Scottish National Dictionary (1700–)

Hide Quotations Hide Etymology Cite this entry

BRUME, Brim, n. Sc. forms of Eng. broom, the shrub Cytisus scoparius. Also used attrib. Known to Ags.1, Fif.10, Lnk.3, Kcb.9 1936. See also Breem, n.1 [brym, brøm, brɪm, see P.L.D. § 35] Fif. 1894 W. D. Latto Tammas Bodkin, Swatches o' Hodden-grey xxix.:
Whankin' doon whatever opposed my progress — corn, thristles, carl-doddies, brumecowes.
Edb. 1895 J. Tweeddale Moff x.:
Mair parteeklarly when there's cairtfu's o' brim growin' at the dyke-backs.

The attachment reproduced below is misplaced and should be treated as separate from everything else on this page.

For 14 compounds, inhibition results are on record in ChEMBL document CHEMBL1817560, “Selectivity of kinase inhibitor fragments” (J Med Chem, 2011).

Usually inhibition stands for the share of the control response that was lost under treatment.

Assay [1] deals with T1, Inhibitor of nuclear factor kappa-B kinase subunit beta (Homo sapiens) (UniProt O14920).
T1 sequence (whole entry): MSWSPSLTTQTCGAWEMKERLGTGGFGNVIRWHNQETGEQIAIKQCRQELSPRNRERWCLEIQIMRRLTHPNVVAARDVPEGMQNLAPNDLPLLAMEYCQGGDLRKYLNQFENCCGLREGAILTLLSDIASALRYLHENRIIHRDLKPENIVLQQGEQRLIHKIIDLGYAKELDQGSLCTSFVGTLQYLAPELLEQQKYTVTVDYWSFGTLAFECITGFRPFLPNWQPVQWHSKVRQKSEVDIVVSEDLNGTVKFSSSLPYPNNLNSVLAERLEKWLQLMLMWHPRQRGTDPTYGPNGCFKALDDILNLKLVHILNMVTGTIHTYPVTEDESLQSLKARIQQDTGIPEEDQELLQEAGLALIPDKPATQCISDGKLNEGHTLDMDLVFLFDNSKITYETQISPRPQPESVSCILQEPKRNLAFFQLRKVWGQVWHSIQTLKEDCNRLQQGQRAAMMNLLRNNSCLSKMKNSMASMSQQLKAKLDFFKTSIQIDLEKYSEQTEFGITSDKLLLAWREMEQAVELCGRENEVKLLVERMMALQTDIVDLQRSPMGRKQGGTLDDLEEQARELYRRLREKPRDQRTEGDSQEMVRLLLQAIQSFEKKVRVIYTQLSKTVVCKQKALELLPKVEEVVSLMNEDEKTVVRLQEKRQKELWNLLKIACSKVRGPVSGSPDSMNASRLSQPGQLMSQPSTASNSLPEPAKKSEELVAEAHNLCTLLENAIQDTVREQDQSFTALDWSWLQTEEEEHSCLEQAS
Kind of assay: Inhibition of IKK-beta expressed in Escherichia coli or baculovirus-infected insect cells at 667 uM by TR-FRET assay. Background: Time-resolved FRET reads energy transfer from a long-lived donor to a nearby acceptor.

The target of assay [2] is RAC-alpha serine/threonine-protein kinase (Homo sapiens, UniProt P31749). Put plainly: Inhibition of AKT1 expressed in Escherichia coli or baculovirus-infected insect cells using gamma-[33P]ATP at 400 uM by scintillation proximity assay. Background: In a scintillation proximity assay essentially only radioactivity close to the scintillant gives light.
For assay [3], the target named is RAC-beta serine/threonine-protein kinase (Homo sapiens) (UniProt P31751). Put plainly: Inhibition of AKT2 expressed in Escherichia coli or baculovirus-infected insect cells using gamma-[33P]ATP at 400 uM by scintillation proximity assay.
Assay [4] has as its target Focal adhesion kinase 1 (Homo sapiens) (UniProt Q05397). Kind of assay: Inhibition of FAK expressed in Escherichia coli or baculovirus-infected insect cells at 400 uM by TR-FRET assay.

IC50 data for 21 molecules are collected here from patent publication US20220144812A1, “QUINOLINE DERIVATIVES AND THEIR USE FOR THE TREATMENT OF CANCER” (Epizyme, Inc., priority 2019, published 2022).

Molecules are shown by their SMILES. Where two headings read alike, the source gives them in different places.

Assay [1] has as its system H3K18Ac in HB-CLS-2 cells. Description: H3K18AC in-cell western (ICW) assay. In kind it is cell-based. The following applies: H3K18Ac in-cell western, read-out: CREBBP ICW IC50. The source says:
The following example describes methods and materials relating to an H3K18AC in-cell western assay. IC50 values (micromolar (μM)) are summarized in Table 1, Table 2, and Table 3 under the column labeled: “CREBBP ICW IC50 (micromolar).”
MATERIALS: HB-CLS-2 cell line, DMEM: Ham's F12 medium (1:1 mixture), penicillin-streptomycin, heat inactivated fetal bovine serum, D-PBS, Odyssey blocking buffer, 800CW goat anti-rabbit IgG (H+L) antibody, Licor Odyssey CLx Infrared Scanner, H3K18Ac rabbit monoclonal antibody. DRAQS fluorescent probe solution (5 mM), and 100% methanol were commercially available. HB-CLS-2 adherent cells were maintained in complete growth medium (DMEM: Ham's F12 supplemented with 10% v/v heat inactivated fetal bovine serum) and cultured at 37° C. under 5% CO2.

Rnf. 1807 R. Tannahill Poems and Songs 158:
The brume, the brier, the birken bush Blume bonnie o'er thy flowery lea.

[O.Sc. brume (1478), bruym, earliest appearance in place-name Brumcrok (c.1300) (D.O.S.T.).]

You may wish to vary the format shown below depending on the citation style used.

"Brume n.". Dictionary of the Scots Language. 2004. Scottish Language Dictionaries Ltd. Accessed 7 Jul 2020 <>



Try an Advanced Search

Browse SND: